DragonFly kernel List (threaded) for 2007-01
Re: Re vkernel and all
:Another use of vkernels is, of course, to build secure
:environments. Just like the jail(2) feature, but with
:an even stronger separation from the host system. I
:think the vkernel feature will be appreciated by people
:who are sufficiently paranoid.
:Of course, a vkernel costs a lot more resources than a
:jail, especially because you have to assign a certain
:amount of RAM to the virtual machine. While you can
:run hundreds of jails at once on a single machine with
:moderate RAM, you probably can run only a dozen vkernels
:(or less) on the same machine, depending on what you
:need to run inside them.
:I'm sure people will find more uses that vkernels.
Yes, performance winds up being a major factor in how a virtual kernel
can be used verses a jail. But it isn't all negative... even though
you can have a lot more of them, jails simply do not work well for
sharing environments. It is still ultra-easy to take down the 'real'
system from a jailed environment, and the complexity of the jail
tests inside the kernel does not fill me with trust as to our my to
secure the jail. It is also extremely easy for one jail to starve the
resources of other jails. Resources cannot easily be partitioned between
A virtualized kernel requires actually reserving the (memory) resources
beforehand, and it also guarentees that there won't be any resource
leakage or starvation. If you give a vkernel 64 MB of ram, that's all
it will use, period. We can even control I/O and network resource
use through a single choke point for each (VKD and VKE). You just
can't do that with a real kernel. Not with so much ease. So even
though performance suffers some, a virtual kernel is capable of
providing guarentees to the customer that a jail cannot. A virtual
kernel can be made immune to cascade failures from events occuring in
other virtual kernels whereas a jailed environment cannot.
It is clear that kernel code development and management of untrusted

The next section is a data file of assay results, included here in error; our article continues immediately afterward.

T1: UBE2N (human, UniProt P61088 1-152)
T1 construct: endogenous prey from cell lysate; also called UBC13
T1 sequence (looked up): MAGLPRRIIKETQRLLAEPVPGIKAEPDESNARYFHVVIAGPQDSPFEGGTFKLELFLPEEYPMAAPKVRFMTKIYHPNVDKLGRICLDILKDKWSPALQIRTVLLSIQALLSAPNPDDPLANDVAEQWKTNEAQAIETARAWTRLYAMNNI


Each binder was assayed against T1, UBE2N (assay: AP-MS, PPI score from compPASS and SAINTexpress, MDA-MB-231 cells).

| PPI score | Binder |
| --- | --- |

third party environments are THE two major uses for a virtual kernel.
Those are precisely the uses that the linux community uses UVM for.
For DragonFly a virtual kernel will also be a major component of the
clustering work... now if I want to provide resources to an internet
based 'cluster' I will be able to do it by creating a virtual kernel
with precisely the resources I want to donate and then connecting it
into the 'cluster' without having to worry about the security of the
rest of my system.
I didn't realize this until now, but the new vmspace_*() system
calls and the new MAP_VPAGETABLE mmap feature alone can be used
to directly (and SAFELY) provide code-execution resources to a cluster.
You don't even have to run a full blown virtual kernel... just use the
new system calls directly on top of the real kernel (just as the virtual
kernel uses them to manage its emulated user process contexts). This
is a big deal... I had been tearing my hair out on and off for two
years trying to figure out how to cluster an execution environment
and now the problem is basically solved!
Expansion beyond these core uses depends on the type of performance
required. Packet routing probably isn't a good match, but a mail
server or a web server could be if you do not need 100% machine
performance. Same goes for any application where 100% machine
performance is not a requirement.